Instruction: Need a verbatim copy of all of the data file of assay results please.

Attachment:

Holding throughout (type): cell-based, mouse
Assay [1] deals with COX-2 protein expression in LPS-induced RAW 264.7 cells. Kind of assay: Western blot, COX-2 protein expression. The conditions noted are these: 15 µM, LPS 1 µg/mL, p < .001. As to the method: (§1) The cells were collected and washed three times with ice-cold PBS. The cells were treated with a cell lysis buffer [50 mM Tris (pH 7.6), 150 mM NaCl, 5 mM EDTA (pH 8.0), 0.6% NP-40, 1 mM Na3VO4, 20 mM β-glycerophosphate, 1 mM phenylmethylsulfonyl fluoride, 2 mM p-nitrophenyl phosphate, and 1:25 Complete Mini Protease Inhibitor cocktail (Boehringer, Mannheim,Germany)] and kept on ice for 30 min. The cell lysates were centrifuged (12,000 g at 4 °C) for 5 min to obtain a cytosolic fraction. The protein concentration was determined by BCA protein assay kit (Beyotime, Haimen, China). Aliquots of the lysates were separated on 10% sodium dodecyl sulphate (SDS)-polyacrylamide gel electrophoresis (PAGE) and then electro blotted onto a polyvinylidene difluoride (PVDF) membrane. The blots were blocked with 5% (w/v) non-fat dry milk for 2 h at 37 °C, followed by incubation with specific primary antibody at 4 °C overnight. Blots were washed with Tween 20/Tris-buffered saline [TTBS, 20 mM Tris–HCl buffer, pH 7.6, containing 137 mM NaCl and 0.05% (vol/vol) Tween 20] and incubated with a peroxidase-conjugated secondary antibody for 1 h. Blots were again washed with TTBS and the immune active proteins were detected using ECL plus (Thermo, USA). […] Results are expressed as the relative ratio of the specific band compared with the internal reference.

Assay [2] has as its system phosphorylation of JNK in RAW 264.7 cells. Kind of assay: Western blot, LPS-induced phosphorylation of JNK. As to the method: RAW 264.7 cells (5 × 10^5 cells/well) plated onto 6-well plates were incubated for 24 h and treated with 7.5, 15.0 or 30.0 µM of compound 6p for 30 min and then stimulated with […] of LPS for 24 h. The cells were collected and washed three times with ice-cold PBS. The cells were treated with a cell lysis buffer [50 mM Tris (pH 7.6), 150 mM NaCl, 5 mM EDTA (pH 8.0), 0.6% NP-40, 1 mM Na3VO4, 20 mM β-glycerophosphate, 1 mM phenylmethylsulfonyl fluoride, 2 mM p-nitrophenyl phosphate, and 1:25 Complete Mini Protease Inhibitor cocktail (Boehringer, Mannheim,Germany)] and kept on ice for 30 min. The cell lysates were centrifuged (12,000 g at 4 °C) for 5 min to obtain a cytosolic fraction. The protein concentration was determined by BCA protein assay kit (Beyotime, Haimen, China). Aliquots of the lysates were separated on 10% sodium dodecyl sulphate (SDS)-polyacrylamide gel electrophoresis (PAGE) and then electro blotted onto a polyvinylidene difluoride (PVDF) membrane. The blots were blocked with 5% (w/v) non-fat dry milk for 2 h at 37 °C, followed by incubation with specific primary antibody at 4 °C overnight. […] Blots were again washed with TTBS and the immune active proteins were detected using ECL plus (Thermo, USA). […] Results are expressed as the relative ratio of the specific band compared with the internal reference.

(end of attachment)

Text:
Holding throughout (type): cell-based, mouse
Assay [1] deals with COX-2 protein expression in LPS-induced RAW 264.7 cells. Kind of assay: Western blot, COX-2 protein expression. The conditions noted are these: 15 µM, LPS 1 µg/mL, p < .001. As to the method: (§1) The cells were collected and washed three times with ice-cold PBS. The cells were treated with a cell lysis buffer [50 mM Tris (pH 7.6), 150 mM NaCl, 5 mM EDTA (pH 8.0), 0.6% NP-40, 1 mM Na3VO4, 20 mM β-glycerophosphate, 1 mM phenylmethylsulfonyl fluoride, 2 mM p-nitrophenyl phosphate, and 1:25 Complete Mini Protease Inhibitor cocktail (Boehringer, Mannheim,Germany)] and kept on ice for 30 min. The cell lysates were centrifuged (12,000 g at 4 °C) for 5 min to obtain a cytosolic fraction. The protein concentration was determined by BCA protein assay kit (Beyotime, Haimen, China). Aliquots of the lysates were separated on 10% sodium dodecyl sulphate (SDS)-polyacrylamide gel electrophoresis (PAGE) and then electro blotted onto a polyvinylidene difluoride (PVDF) membrane. The blots were blocked with 5% (w/v) non-fat dry milk for 2 h at 37 °C, followed by incubation with specific primary antibody at 4 °C overnight. Blots were washed with Tween 20/Tris-buffered saline [TTBS, 20 mM Tris–HCl buffer, pH 7.6, containing 137 mM NaCl and 0.05% (vol/vol) Tween 20] and incubated with a peroxidase-conjugated secondary antibody for 1 h. Blots were again washed with TTBS and the immune active proteins were detected using ECL plus (Thermo, USA). […] Results are expressed as the relative ratio of the specific band compared with the internal reference.

Assay [2] has as its system phosphorylation of JNK in RAW 264.7 cells. Kind of assay: Western blot, LPS-induced phosphorylation of JNK. As to the method: RAW 264.7 cells (5 × 10^5 cells/well) plated onto 6-well plates were incubated for 24 h and treated with 7.5, 15.0 or 30.0 µM of compound 6p for 30 min and then stimulated with […] of LPS for 24 h. The cells were collected and washed three times with ice-cold PBS. The cells were treated with a cell lysis buffer [50 mM Tris (pH 7.6), 150 mM NaCl, 5 mM EDTA (pH 8.0), 0.6% NP-40, 1 mM Na3VO4, 20 mM β-glycerophosphate, 1 mM phenylmethylsulfonyl fluoride, 2 mM p-nitrophenyl phosphate, and 1:25 Complete Mini Protease Inhibitor cocktail (Boehringer, Mannheim,Germany)] and kept on ice for 30 min. The cell lysates were centrifuged (12,000 g at 4 °C) for 5 min to obtain a cytosolic fraction. The protein concentration was determined by BCA protein assay kit (Beyotime, Haimen, China). Aliquots of the lysates were separated on 10% sodium dodecyl sulphate (SDS)-polyacrylamide gel electrophoresis (PAGE) and then electro blotted onto a polyvinylidene difluoride (PVDF) membrane. The blots were blocked with 5% (w/v) non-fat dry milk for 2 h at 37 °C, followed by incubation with specific primary antibody at 4 °C overnight. […] Blots were again washed with TTBS and the immune active proteins were detected using ECL plus (Thermo, USA). […] Results are expressed as the relative ratio of the specific band compared with the internal reference.